Blood work was supposed to be the last step in Isela’s application for life insurance. But when she arrived at the lab, her appointment had been canceled.
“That was my first warning,” Isela says. She contacted her insurance agent and was told her application was denied because something on her medication list indicated that Isela uses drugs. Isela, a registered nurse who works in an addiction treatment program at Boston Medical Center, scanned her med list. It showed a prescription for the opioid-reversal drug naloxone — brand name Narcan.
“But I’m a nurse, I use it to help people,” Isela remembers telling her agent. “If there is an overdose, I could save their life.”
That’s a message public health leaders aim to spread far and wide. “BE PREPARED. GET NALOXONE. SAVE A LIFE,” was the message at the top of a summary advisory from the U.S. surgeon general in April.
But some life insurers consider the use of prescription drugs when reviewing policy applicants. And it can be difficult, some say, to tell the difference between someone who carries naloxone to save others and someone who carries naloxone because they are at risk for an overdose.
Primerica is the insurer Isela says turned her down. (NPR has agreed just to use Isela’s first name because she is worried about how this story might affect her ongoing ability to get life insurance.) The company says it can’t discuss individual cases. But in a prepared statement, Primerica notes that naloxone has become increasingly available over the counter.
“Now, if a life insurance applicant has a prescription for naloxone, we request more information about its intended use as part of our underwriting process,” says Keith Hancock, the vice president for corporate communications. “Primerica is supportive of efforts to help turn the tide on the national opioid epidemic.”
After Primerica turned her down, Isela applied to a second life insurer, and was again denied coverage. But the second company told her it might reconsider if she obtained a letter from her doctor explaining why she needs naloxone. So, Isela did contact her primary care physician — and then realized that her doctor had not prescribed the drug.
Isela had bought naloxone at a pharmacy. To help reduce overdose deaths, Massachusetts and many other states have established a standing order for naloxone — one prescription that works for everybody. Isela couldn’t just give her insurer that statewide prescription; she had to find the doctor who signed it. As it happens, that physician — Dr. Alex Walley — also works at Boston Medical Center.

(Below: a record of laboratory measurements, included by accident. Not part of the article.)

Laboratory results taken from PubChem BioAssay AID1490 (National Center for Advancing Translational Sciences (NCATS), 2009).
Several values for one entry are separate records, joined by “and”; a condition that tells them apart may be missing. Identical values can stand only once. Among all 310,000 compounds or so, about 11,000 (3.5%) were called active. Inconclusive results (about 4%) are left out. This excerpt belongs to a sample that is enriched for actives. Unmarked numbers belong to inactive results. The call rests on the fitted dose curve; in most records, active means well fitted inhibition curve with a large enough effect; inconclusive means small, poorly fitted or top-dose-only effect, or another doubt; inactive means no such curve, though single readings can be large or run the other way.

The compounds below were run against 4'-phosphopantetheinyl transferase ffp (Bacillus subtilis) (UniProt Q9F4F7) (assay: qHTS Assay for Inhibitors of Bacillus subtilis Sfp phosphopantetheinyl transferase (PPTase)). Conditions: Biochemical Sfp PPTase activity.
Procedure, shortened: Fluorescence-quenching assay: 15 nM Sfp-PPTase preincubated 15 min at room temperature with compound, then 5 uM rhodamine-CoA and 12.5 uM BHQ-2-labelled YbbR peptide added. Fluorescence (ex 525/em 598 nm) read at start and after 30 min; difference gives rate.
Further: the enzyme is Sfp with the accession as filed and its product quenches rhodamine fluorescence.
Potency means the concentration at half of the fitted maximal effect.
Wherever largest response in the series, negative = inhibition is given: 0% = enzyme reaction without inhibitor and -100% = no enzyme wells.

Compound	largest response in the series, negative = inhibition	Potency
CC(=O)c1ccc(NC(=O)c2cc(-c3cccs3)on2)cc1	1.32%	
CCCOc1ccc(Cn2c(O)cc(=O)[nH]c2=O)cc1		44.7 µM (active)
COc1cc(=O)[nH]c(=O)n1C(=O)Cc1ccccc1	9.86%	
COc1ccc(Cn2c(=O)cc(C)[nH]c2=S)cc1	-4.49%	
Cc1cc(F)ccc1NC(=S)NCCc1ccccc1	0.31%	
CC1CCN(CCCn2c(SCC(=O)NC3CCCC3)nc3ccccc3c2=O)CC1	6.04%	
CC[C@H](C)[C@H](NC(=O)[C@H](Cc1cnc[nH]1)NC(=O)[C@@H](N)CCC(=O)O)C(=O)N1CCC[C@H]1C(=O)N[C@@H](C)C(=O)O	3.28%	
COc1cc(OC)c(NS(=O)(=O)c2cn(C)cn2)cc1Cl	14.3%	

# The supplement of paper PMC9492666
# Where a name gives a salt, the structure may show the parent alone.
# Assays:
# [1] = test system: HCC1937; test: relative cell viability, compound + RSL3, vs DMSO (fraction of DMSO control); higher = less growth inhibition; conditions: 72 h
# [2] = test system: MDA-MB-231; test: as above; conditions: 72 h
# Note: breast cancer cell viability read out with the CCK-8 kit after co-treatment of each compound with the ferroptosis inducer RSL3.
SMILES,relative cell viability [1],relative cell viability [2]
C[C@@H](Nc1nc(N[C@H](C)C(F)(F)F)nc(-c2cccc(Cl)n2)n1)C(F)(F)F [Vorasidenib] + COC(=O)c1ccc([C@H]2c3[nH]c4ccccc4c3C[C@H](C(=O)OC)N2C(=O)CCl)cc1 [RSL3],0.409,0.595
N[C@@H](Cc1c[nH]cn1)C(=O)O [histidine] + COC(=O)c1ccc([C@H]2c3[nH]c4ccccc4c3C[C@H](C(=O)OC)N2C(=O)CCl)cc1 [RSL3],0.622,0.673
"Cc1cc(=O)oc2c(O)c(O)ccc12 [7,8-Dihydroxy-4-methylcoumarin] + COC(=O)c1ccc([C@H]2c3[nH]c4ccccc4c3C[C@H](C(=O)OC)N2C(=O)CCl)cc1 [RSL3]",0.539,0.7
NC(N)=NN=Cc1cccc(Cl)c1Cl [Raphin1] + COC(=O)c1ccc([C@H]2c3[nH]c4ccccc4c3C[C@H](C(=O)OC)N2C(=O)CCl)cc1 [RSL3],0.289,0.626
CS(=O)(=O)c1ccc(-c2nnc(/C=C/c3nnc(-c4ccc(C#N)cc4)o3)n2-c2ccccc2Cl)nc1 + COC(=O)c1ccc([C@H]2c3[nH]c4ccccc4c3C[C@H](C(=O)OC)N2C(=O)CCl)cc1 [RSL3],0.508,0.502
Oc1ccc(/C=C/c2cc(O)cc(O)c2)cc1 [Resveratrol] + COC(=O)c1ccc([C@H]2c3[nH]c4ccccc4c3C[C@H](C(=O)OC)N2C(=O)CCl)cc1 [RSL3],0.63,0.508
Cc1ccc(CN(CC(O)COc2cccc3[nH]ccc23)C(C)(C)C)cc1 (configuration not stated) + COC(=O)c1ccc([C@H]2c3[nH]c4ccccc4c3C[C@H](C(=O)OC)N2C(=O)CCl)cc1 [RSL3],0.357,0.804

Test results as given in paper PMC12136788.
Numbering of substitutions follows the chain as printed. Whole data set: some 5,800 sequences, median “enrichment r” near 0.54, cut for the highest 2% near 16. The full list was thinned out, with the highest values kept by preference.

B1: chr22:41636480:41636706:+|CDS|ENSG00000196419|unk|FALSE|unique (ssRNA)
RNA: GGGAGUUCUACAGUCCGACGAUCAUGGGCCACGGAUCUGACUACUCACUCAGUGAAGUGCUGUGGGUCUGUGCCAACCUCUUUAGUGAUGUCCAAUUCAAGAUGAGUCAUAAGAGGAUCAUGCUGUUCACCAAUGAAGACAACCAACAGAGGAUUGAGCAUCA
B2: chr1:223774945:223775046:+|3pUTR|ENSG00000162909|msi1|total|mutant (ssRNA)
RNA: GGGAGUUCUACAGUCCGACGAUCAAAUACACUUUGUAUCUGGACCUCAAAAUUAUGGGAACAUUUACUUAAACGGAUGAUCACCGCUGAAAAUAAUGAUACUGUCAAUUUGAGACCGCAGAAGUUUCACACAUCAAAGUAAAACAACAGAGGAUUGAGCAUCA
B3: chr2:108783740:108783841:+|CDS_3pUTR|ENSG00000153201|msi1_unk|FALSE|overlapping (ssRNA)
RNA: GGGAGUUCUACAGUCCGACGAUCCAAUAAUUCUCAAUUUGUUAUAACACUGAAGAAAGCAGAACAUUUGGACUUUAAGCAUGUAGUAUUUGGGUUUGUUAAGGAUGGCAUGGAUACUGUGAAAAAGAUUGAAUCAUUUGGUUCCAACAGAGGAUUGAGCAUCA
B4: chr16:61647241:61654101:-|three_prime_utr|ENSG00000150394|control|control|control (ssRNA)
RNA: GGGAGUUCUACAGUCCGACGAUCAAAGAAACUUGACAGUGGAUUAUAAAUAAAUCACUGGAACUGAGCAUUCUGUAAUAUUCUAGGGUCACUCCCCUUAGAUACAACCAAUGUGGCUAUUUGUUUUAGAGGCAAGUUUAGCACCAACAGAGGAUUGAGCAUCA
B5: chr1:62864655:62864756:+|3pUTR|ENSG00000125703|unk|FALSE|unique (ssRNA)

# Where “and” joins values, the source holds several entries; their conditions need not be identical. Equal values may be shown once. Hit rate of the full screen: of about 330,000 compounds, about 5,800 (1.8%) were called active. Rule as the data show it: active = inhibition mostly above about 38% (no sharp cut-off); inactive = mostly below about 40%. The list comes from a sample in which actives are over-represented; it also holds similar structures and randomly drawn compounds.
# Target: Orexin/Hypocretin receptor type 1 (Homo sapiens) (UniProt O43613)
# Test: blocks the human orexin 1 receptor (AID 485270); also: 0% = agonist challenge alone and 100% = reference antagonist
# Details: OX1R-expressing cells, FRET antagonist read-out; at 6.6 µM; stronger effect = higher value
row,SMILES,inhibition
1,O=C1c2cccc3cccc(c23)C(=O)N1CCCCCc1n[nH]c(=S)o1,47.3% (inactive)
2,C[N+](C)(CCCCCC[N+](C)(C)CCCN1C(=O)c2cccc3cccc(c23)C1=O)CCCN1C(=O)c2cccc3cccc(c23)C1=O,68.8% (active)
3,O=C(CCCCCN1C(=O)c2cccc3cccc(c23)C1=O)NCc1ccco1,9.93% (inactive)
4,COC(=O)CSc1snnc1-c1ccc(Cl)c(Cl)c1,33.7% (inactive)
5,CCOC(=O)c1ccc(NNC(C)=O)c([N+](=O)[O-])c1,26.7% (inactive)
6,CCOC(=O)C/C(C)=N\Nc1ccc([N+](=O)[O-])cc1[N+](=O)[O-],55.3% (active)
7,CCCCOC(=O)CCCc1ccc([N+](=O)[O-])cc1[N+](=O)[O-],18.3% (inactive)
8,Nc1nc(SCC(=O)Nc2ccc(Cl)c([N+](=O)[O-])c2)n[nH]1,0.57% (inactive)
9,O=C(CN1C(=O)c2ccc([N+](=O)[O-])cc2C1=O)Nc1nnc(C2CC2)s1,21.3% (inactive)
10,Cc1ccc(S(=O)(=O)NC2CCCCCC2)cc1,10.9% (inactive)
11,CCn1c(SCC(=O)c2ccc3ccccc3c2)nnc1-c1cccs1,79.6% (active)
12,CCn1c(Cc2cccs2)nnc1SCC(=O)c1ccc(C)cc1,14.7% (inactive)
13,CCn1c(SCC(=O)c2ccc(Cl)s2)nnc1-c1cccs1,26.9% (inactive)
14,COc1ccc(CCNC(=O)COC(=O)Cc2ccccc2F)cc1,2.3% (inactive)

Walley is an associate professor of medicine at Boston University; he also works in addiction medicine at Boston Medical Center and is the medical director for the Opioid Overdose Prevention Pilot Program at the Massachusetts Department of Public Health.
“We want naloxone to be available to a wide group of people — people who have an opioid use disorder themselves, but also [those in] their social networks and other people in a position to rescue them,” Walley says.
He says he’s written a half dozen letters for other BMC employees denied life or disability insurance because of naloxone, and that troubles him.
“My biggest concern is that people will be discouraged by this from going to get a naloxone rescue kit at the pharmacy,” Walley says. “So this has been frustrating.”
The life insurance hassle — and threat of being turned to down — has discouraged Isela and some of her fellow nurses. She is not carrying a naloxone kit outside the hospital right now because she doesn’t want it to show up on her active medication list until the life insurance problem is sorted out.
“So if something were to happen on the street, I don’t have one — just because I didn’t want another conflict,” Isela said.
BMC has alerted the state’s Division of Insurance, which has said in a written response that it is reviewing the cases and drafting guidelines for “the reasonable use of drug history information in determining whether to issue a life insurance policy.”
But Isela isn’t a drug user. And yet, she is still being penalized as if she were.
Michael Botticelli, who runs the Grayken Center for Addiction Medicine at BMC, says friends and family members of patients with an addiction must be able to carry naloxone without fear that doing so will send them to the insurance reject pile.
“It’s incumbent on all of us to make sure that we try to kind of nip this in the bud,” he says, “before it is any more widescale.”
Botticelli says increased access to naloxone across Massachusetts is one of the main reasons overdose deaths are down in the state. The most recent state report shows 20 fewer fatalities this year as compared to last.
Botticelli relayed his concerns in a letter to Dr. Jerome Adams, the U.S. surgeon general, who says he contacted the National Association of Insurance Commissioners. That group says it has not heard of any cases of life insurance applicants being denied because they purchased naloxone.
Adams says it’s good to, as Botticelli suggests, nip the problem in the bud.
“Naloxone saves lives,” Adams says, “and it is important that all Americans know about the vital role bystanders can play in preventing opioid overdose deaths when equipped with this life-saving medication.”
Isela says the second company that rejected her has agreed to let her reapply, in light of Dr. Walley’s letter stating that she carries the drug so that she can reverse an overdose. Isela is in the process of reapplying.
This story is part of a reporting partnership with NPR, WBUR and Kasier Health News.